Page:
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Glycoside Hydrolase Family 15

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Glycoside Hydrolase Family GH15
Clan GH-L
Mechanism inverting
Active site residues known
CAZy DB link

Substrate specificities

Glycoside hydrolases of this family are exo-acting enzymes that hydrolyze the non-reducing end residues of α-glucosides. At present, the most commonly characterized activity is glucoamylase (EC, also know as amyloglucosidase, but glucodextranase (EC and α,α-trehalase (EC activities have been described. It has been found that fungal glucoamylases present some substrate flexibility and are able to degrade not only α-1,4-glycosidic bonds but also α-1,6-, α-1,3- and α-1,2-bonds to a lower degree [1].

Kinetics and Mechanism

Family GH15 α-glycosidases are inverting enzymes, as first shown by Weil et al., 1954 [2] and follow a classical Koshland single-step displacement mechanism. Enzymes that have been well studied kinetically include the Aspergillus and Rhizopus glucoamylases.

Catalytic Residues

The general acid was first identified in the Aspergillus awamori / Aspergillus niger glucoamylase as Glu179 following site-directed mutagenesis [3]. The general base was defined as Glu400 following the three-dimensional structure determination [4] and confirmed later on by site directed mutagenesis and kinetic studies [5]. Simultaneously the general base was identified in Clostridium sp. G0005 glucoamylase by chemical modification and mutagenesis [6].

Three-dimensional structures

Three-dimensional structures are available for several GH15 family enzymes, the first solved being that of Aspergillus awamori var. X100 glucoamylase [7]. All members of this family have (α/α)6 barrel fold with the two key catalytic glutamic acid residues being approximately 200 residues apart in sequence and located at the loops following barrel α-helices 5 (general acid) and 11 (general base). Bacterial GH15 enzymes have in general an all β-strand super-β-sandwich preceding the catalytic (α/α)6 barrel [8].

Family Firsts

First sterochemistry determination

Inverting mechanism in Aspergillus niger glucoamylase deduced by optical rotation described by Weil et al., 1954 [2].

First sequence identification

Aspergillus niger glucoamylase by peptide sequencing [9].

First general acid identification

Aspergillus awamori glucoamylase from mutant kinetic analysis [3].

First general base identification

Aspergillus awamori var. X100 glucoamylase from crystal structure [4].

First 3-D structure

Aspergillus awamori var. X100 glucoamylase by X-ray cristallography [7].


  1. Meagher MM and Reilly PJ. (1989). Kinetics of the hydrolysis of di- and trisaccharides with Aspergillus niger glucoamylases I and II. Biotechnol Bioeng. 1989;34(5):689-93. DOI:10.1002/bit.260340513 | PubMed ID:18588153 [Meagher1989]
  2. Weil CE, Burch RJ, Van Dyk JW. An α-amyloglucosidase that produces β-glucose, Cereal Chem 1954; 31 150–158.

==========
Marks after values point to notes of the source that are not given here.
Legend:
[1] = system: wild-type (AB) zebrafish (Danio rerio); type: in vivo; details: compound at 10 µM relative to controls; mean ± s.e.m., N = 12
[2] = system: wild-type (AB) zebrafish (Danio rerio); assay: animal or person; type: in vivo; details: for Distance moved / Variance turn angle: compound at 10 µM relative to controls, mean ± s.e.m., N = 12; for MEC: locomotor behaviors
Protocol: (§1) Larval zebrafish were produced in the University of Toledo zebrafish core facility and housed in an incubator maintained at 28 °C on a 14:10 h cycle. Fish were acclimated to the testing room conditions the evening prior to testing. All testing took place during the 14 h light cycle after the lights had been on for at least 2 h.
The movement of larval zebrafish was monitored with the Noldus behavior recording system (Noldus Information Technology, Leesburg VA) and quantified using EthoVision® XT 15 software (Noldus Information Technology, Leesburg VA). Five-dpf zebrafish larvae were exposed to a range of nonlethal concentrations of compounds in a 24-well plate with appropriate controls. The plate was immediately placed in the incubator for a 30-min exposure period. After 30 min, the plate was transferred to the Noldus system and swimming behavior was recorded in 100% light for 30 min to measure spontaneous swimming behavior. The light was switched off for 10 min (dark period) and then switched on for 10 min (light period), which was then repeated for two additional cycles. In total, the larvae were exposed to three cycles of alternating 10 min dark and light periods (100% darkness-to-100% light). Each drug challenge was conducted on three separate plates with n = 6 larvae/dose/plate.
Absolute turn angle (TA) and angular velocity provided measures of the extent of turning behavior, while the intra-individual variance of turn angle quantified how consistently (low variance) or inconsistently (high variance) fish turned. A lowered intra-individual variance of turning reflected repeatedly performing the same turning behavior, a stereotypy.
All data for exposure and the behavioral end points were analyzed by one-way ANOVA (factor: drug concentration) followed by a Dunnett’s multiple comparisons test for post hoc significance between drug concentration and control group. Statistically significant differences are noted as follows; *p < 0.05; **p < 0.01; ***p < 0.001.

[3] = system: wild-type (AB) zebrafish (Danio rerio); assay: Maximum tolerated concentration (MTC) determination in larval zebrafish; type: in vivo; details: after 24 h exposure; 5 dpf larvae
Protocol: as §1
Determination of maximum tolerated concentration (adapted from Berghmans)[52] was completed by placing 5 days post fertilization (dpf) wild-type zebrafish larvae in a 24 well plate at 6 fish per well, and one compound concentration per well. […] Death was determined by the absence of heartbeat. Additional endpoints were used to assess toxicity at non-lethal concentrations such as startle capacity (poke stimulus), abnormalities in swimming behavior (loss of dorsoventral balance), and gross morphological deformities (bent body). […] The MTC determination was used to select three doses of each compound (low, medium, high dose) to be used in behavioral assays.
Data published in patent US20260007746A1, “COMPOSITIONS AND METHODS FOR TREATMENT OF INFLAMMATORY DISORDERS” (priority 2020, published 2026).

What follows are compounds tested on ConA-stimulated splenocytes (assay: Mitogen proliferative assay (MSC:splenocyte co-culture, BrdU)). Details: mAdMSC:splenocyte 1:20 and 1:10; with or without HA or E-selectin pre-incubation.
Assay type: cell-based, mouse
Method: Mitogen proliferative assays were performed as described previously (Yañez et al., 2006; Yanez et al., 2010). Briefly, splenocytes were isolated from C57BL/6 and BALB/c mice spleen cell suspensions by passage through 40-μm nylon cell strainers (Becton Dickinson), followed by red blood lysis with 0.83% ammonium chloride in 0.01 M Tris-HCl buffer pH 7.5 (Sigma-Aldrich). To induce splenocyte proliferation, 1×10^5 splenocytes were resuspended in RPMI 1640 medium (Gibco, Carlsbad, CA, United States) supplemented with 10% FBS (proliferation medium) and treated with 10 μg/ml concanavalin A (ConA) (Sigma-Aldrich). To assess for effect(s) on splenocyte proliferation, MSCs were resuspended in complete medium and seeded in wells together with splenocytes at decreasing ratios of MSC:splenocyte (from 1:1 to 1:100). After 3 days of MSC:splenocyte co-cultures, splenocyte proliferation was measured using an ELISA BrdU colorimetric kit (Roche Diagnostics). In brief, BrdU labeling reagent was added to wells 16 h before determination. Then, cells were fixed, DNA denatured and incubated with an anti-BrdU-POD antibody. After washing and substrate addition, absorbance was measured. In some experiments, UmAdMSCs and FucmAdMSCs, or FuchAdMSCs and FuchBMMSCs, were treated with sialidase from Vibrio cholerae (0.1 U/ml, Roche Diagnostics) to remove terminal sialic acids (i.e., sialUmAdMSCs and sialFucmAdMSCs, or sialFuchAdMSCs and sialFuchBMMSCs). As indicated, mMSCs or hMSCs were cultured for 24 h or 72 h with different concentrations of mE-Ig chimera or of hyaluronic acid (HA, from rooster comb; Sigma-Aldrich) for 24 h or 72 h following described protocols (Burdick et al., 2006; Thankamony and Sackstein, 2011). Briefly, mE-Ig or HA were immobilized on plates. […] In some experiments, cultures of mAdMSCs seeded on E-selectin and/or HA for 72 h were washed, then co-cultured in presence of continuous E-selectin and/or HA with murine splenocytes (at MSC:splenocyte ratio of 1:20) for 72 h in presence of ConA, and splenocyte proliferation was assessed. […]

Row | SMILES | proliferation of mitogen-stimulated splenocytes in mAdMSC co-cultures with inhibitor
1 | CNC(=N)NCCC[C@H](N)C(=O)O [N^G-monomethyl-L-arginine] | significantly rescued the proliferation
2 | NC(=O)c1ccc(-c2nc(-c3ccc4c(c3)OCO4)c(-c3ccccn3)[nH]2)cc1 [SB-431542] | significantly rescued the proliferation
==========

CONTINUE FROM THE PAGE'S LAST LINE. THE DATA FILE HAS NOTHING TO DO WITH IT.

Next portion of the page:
3. Sierks MR, Ford C, Reilly PJ, and Svensson B. (1990). Catalytic mechanism of fungal glucoamylase as defined by mutagenesis of Asp176, Glu179 and Glu180 in the enzyme from Aspergillus awamori. Protein Eng. 1990;3(3):193-8. DOI:10.1093/protein/3.3.193 | PubMed ID:1970434 [Sierks1990]
  4. Harris EM, Aleshin AE, Firsov LM, and Honzatko RB. (1993). Refined structure for the complex of 1-deoxynojirimycin with glucoamylase from Aspergillus awamori var. X100 to 2.4-A resolution. Biochemistry. 1993;32(6):1618-26. DOI:10.1021/bi00057a028 | PubMed ID:8431441 [Harris1993]
  5. Frandsen TP, Dupont C, Lehmbeck J, Stoffer B, Sierks MR, Honzatko RB, and Svensson B. (1994). Site-directed mutagenesis of the catalytic base glutamic acid 400 in glucoamylase from Aspergillus niger and of tyrosine 48 and glutamine 401, both hydrogen-bonded to the gamma-carboxylate group of glutamic acid 400. Biochemistry. 1994;33(46):13808-16. DOI:10.1021/bi00250a035 | PubMed ID:7947792 [Frandsen1994]
  6. Ohnishi H, Matsumoto H, Sakai H, and Ohta T. (1994). Functional roles of Trp337 and Glu632 in Clostridium glucoamylase, as determined by chemical modification, mutagenesis, and the stopped-flow method. J Biol Chem. 1994;269(5):3503-10. | Google Books | Open Library PubMed ID:7906268 [Ohnishi1994]
  7. Aleshin A, Golubev A, Firsov LM, and Honzatko RB. (1992). Crystal structure of glucoamylase from Aspergillus awamori var. X100 to 2.2-A resolution. J Biol Chem. 1992;267(27):19291-8. DOI:10.2210/pdb1gly/pdb | PubMed ID:1527049 [Aleshin1992]
  8. Aleshin AE, Feng PH, Honzatko RB, and Reilly PJ. (2003). Crystal structure and evolution of a prokaryotic glucoamylase. J Mol Biol. 2003;327(1):61-73. DOI:10.1016/s0022-2836(03)00084-6 | PubMed ID:12614608 [Aleshin2003]
  9. Svensson S, Larsen K, Svendsen I, Boel E. The complete amino acid sequence of the glycoprotein, glucoamylase G1, from Aspergillus niger. Carlsberg Res Commun 1983; 48(6) 529-44 DOI: 10.1007/BF02907555


All Medline abstracts: PubMed